Holdcroft group

Polymers for Electrochemical Energy

News

Holdcroft Steven 47Hr

Steven Holdcroft

Dr. Steven Holdcroft is President of the Canadian Society for Chemistry (CSC), a Professor of Chemistry, and former Chair of the Department. He holds a Tier 1 Canada Research Chair in Electrochemical Materials.

He researches ionic polymers, electrochemistry, and fuel cell technology, and has authored/co-authored 300+ articles. He was the Technical Program Chair of Pacifichem 2010 and Pacifichem 2015. More recently, he was the Group Chair of NSERC’s Evaluation Group 1504 (Chemistry) and served on the Committee for Discovery Research reporting to the Vice President, Research NSERC.

He serves on the Editorial Advisory Board of the journals Chemistry of Materials (ACS) and Energy and Environmental Science (RSC). In 2018, he cofounded Ionomr Innovations Inc., a 25-person SFU spin-out commercializing electrochemical membranes for clean energy applications.

For services to the community, Dr. Holdcroft was awarded the Macromolecular Science and Engineering Division Award of the Chemical Institute of Canada (CIC) and is a recipient of the Canadian Society of Canada RioTinto Alcan Award for contributions to Inorganic chemistry or electrochemical research. In 2018, he received the Outstanding Alumni Award from his alma mater for Academic Achievement.

Research

Hydroxide Ion-Conducting Polymers

Hydroxide Ion-Conducting Polymers. The Holdcroft group synthesizes and studies hydroxide ion-conducting polymers for alkaline water electrolysis, fuel cells, and CO2 electrolysis.
We designed a new sub-class of polymers, C2-sterically-protected polybenzimidazoliums and polyimidazoliums, which are exceptionally stable under highly caustic conditions at elevated temperatures: J. Am. Chem. Soc. (2012), ACS Macro. Lett. (2014 & 2016), Angewandte Chemie (2016) & Nature Comm. (2019).

Proton-Conducting Polymers

We are studying the synthesis of novel proton-containing polymers in order to further understand how polymer structure controls polymer morphology and how morphology facilitates ion-transport.
Our work focuses on multi-phenylated, sulfonated polyphenylenes, and a method to prepare highly controlled, reproducible polymers: J. Am. Chem. Soc. (2015), Angewandte Chemie (2017), Macromolecules (2019 & 2020).

Transport Properties

The study of transport of ions, reactant gases, and water in solid polymer electrolytes is of great interest to us. Examples include correlations of proton and hydroxide ion conductivity as a function of water/ion ratio and as a function of membrane morphology, solid-state electrochemistry of dissolved oxygen at membrane/Pt interfaces, and systematic studies of adsorption and diffusion of water: J.Am.Chem.Soc. (2016), ACS Mater.Lett. (2019), J. Mem.Sci. (2019).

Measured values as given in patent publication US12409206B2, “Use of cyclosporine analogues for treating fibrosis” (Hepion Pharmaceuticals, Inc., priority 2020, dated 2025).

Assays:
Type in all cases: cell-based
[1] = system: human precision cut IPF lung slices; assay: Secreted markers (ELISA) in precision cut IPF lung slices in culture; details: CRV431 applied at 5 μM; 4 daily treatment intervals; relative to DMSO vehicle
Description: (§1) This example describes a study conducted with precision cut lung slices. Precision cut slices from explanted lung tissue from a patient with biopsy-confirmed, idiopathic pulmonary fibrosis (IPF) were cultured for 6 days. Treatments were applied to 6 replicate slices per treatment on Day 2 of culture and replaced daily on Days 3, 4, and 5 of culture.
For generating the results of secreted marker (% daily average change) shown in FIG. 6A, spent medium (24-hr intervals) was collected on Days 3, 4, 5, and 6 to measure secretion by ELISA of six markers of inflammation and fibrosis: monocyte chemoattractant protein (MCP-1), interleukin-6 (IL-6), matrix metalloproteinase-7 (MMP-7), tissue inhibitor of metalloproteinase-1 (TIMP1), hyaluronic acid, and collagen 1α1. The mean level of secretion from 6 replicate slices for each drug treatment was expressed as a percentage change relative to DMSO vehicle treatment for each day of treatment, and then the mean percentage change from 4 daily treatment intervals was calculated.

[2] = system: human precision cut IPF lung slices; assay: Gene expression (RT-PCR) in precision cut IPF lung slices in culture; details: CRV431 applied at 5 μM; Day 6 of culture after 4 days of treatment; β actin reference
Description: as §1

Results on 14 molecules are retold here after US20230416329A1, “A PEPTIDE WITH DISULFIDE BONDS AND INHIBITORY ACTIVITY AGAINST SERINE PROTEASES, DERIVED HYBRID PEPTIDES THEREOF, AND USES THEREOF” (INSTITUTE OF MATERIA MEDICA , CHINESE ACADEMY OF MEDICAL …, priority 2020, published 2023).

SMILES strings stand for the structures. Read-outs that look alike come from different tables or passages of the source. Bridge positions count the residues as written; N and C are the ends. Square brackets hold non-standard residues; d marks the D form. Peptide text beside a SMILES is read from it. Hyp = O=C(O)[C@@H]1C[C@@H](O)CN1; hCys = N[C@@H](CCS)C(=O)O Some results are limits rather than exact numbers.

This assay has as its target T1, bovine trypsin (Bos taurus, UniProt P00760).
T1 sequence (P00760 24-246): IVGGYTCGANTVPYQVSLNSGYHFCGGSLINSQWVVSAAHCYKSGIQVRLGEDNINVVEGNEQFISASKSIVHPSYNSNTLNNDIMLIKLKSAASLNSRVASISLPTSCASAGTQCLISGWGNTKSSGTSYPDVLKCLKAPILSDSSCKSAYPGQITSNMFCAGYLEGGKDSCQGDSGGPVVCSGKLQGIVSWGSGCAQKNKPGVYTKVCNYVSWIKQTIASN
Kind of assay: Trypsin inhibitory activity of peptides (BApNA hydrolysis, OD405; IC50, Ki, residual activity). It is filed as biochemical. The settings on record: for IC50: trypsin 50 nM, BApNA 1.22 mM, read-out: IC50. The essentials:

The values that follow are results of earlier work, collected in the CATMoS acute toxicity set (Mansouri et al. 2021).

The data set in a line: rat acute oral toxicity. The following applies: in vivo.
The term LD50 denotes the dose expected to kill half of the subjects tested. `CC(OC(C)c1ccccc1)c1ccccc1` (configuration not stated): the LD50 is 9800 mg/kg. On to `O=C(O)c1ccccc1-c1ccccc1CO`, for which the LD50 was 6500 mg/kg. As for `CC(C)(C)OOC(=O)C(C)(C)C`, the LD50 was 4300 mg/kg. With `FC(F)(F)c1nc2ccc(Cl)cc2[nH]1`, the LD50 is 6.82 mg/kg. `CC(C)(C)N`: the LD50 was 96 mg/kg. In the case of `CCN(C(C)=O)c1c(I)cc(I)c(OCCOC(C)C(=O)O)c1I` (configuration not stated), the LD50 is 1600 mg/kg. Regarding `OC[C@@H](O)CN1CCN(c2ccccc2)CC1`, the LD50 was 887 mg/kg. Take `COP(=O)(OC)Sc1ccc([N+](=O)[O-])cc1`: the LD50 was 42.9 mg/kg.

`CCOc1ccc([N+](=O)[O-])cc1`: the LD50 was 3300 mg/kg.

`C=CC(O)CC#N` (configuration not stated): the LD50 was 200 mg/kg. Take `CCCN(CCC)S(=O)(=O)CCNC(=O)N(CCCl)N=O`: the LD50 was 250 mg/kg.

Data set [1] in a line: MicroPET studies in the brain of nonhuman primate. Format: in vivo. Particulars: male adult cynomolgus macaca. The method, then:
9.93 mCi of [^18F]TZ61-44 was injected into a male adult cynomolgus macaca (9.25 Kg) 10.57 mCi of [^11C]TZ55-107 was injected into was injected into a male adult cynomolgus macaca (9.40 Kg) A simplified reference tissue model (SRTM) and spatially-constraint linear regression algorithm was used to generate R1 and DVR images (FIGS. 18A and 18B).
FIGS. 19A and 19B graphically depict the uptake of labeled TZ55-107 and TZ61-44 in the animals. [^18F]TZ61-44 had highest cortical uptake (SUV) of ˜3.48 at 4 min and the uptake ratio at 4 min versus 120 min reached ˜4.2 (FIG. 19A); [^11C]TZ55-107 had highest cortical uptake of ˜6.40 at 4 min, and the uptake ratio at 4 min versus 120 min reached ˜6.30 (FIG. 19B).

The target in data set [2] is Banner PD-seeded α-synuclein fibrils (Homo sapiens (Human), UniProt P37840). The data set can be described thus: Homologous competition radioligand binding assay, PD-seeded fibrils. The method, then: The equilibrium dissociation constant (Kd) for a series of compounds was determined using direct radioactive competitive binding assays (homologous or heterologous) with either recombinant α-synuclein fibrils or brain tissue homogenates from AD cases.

Electrochemical devices

We design, fabricate, and analyze various types of electrochemical devices that utilize solid polymer electrolytes.
These include fuel cells, water electrolyzers, and CO2RR electrolyzers, with a focus on component and interfacial phenomenon, and an emphasis on novel materials based on non-fluorous polymeric membranes: J.Electrochem.Soc. (2020), J. Power Sources Adv. (2020), RSC Adv (2020), J. Mem. Sci., (2019), ACS Applied Energy Materials (2019), ChemElectroChem. (2020).

Up-Scaled Polymer Synthesis

In 2016, with four group members, we founded Ionomr Innovations Inc. to scale up and commercialize hydrocarbon solid polymer electrolyte technology.
Today, this company employs more than 25 people, is central to many global research endeavors researching emerging clean energy technologies. Ionomr has received numerous national and international accolades (Coast Capital Venture Prize, 'Ready to Rocket' list, Hong Kong-Canada Venture Prize, Nouryon International Imagine Chemistry Prize, and the International Start Up Energy Transition (SET) Award.
The Holdcroft Group continues to study chemistry underpinning large scale polymer synthesis and membrane fabrication: Energy Environ. Sci. (2016), Macromolecules (2019 & 2020), J. Mem. Sci. (2020).

π-Conjugated Polymers

Our group has a long history researching π-conjugated polymers (πCPs), particularly their structure-function, solid state, chemically-amplified-, soft-, and, thermal-lithography, their photochemistry, and related macromolecular electronics.
We recently investigates the photoelectrochemistry of conjugated polymers, a concept we introduced in the 90’s and which has re-emerged under the topic, “solar fuels”: Solar Energy Materials and Solar Cells (2019), Synthetic Metals (2019), & Can. J. Chem., 96 (2018).

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